Who is Mister Orange? And why is this quiet, moving book named after him?
Written by award-winning Dutch author and editor, Truus Matti, and beautifully translated by another award-winner, Laura Watkinson, Mister Orange won the Netherlands’ 2012 Silver Slate Pencil Award and the American Library Associations’s 2014 Mildred L. Batchelder Award.
The story begins in 1943 New York City, when Linus’ oldest brother Albie has just enlisted to fight in WWII. With Albie gone, Simon, the next brother down, will take over his job. Thus Linus will have to step into Simon’s shoes, literally and figuratively: literally because the family passes each precious pair of shoes down from one child to the next and figuratively because Linus is about to move into Simon’s old job of making deliveries for the family’s green grocery delivery service. Albie and Linus get along well with each other; Simon, not so much.
Linus is an imaginative kid who loves comic books—a relatively new genre that began in the 1930s—as does Albie. Before Albie leaves for boot camp, he entrusts Linus with the huge sum of two dollars to buy the next volumes in their favorite series while he’s away at war.
As the story unfolds, Linus delivers groceries, deals with his worries by conjuring up his alter ego (a comic book hero named Mister Superspeed) and ponders the role of art and imagination in a brutal world at war with itself. These are big issues for a 12-year-old to have to face. Along the way we learn about boogie-woogie, the future and a mysterious artist. But unless young readers or their parents already know about Mondrian and the name of his painting, Victory Boogie Woogie, though, they won’t discover who Mister Orange is based on until they read the lovingly detailed, excellent back matter.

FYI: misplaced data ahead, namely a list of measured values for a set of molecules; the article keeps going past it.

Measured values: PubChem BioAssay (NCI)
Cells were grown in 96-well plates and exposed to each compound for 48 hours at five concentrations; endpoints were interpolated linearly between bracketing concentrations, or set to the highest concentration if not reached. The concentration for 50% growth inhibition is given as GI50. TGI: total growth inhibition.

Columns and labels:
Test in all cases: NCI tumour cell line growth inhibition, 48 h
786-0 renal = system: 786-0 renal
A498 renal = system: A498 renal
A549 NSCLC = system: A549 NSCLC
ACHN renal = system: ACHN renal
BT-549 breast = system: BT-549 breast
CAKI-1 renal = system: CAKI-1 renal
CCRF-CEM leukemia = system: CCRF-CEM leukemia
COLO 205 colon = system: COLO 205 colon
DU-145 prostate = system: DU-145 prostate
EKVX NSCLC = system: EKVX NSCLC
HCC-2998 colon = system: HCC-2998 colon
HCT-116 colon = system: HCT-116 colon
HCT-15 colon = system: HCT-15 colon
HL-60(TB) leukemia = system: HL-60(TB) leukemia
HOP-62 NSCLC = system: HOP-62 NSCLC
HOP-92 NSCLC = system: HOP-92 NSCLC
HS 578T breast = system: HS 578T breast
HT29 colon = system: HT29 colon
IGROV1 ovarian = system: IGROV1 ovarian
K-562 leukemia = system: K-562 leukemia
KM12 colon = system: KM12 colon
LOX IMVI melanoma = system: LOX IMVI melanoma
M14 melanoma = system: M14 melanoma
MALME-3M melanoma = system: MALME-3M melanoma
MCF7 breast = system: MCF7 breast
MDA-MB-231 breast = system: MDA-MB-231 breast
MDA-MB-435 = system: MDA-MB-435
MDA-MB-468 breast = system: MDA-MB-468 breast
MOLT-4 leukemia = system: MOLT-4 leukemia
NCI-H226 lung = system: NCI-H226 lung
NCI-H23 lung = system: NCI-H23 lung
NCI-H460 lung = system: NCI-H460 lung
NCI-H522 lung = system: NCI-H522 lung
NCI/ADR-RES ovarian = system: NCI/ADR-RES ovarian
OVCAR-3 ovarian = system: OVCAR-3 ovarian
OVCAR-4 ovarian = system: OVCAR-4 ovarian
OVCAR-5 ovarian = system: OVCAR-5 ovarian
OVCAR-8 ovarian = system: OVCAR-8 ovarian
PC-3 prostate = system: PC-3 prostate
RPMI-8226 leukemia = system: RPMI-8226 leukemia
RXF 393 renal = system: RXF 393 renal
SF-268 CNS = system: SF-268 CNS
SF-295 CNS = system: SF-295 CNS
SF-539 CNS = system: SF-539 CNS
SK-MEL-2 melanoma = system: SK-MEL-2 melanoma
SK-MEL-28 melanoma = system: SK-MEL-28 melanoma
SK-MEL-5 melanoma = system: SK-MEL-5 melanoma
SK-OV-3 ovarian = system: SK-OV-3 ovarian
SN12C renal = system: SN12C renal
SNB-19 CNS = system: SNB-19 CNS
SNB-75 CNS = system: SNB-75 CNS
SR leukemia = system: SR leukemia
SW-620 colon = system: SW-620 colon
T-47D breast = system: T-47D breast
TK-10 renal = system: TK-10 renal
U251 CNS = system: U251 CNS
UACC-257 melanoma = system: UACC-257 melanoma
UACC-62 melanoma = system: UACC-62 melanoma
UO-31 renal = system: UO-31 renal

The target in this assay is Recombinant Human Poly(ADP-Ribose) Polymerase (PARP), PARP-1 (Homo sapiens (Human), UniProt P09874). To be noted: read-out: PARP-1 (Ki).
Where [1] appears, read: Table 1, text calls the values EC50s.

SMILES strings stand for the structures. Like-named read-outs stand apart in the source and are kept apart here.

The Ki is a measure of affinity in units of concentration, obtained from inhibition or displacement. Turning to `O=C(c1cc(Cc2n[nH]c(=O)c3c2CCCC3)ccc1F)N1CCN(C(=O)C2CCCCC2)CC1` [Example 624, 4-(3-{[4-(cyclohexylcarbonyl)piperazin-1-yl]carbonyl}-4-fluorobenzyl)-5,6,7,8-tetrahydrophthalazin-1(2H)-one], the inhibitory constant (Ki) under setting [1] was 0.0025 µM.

So just who is Mister Orange? Modeled after renowned Dutch artist Piet Mondrian—who spent the war years in New York before dying of pneumonia in 1944—Mr. Orange is the family’s newest customer, who ordered a weekly crate of oranges from Simon right before Linus took over the route. (Since Simon did not get the customer’s name down on the order form clearly, Linus mentally christens him Mr. Orange.) They become unlikely friends of a sort, sharing an orange and a chat with each week’s delivery. Mister Orange tells Linus at one point, “If imagination were as harmless as you think, then the Nazis wouldn’t be so scared of it.”
Saying anything more would spoil this gentle, coming-of-age book.
By Truus Matti
Translated from the Dutch by Laura Watkinson
Enchanted Lion Books, 2013
About Truus Matti (b. 1961)
About Laura Watkinson
About Piet Mondrian (1872-1944)
*2014 American Library Association’s Mildred L. Batchelder Award
*USBBY 2014 Outstanding International Book
*Bank Street College of Education Best Children’s Book of 2014 (Outstanding Merit)
Award-winning opera singer Nanette McGuinness is the translator of over 40 books and graphic novels for children and adults from French and Italian into English, including the well-known Geronimo Stilton Graphic Novels. Her latest translations, Luisa: Now and Then (Humanoids, 2018) and California Dreamin’: Cass Elliot Before the Mamas & the Papas (First Second, 2017) were chosen for YALSA’s Great Graphic Novels for Teens.